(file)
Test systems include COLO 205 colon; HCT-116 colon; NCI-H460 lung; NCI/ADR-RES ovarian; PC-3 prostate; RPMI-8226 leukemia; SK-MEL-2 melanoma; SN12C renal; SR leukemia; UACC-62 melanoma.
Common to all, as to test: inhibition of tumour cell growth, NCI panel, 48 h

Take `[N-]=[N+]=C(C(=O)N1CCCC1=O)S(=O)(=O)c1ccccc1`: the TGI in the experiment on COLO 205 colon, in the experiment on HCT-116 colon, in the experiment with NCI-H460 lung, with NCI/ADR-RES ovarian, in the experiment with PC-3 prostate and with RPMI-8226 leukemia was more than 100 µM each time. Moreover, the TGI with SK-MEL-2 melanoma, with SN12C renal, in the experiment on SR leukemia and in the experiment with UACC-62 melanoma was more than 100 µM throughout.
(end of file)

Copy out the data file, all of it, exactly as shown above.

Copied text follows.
Test systems include COLO 205 colon; HCT-116 colon; NCI-H460 lung; NCI/ADR-RES ovarian; PC-3 prostate; RPMI-8226 leukemia; SK-MEL-2 melanoma; SN12C renal; SR leukemia; UACC-62 melanoma.
Common to all, as to test: inhibition of tumour cell growth, NCI panel, 48 h

Take `[N-]=[N+]=C(C(=O)N1CCCC1=O)S(=O)(=O)c1ccccc1`: the TGI in the experiment on COLO 205 colon, in the experiment on HCT-116 colon, in the experiment with NCI-H460 lung, with NCI/ADR-RES ovarian, in the experiment with PC-3 prostate and with RPMI-8226 leukemia was more than 100 µM each time. Moreover, the TGI with SK-MEL-2 melanoma, with SN12C renal, in the experiment on SR leukemia and in the experiment with UACC-62 melanoma was more than 100 µM throughout.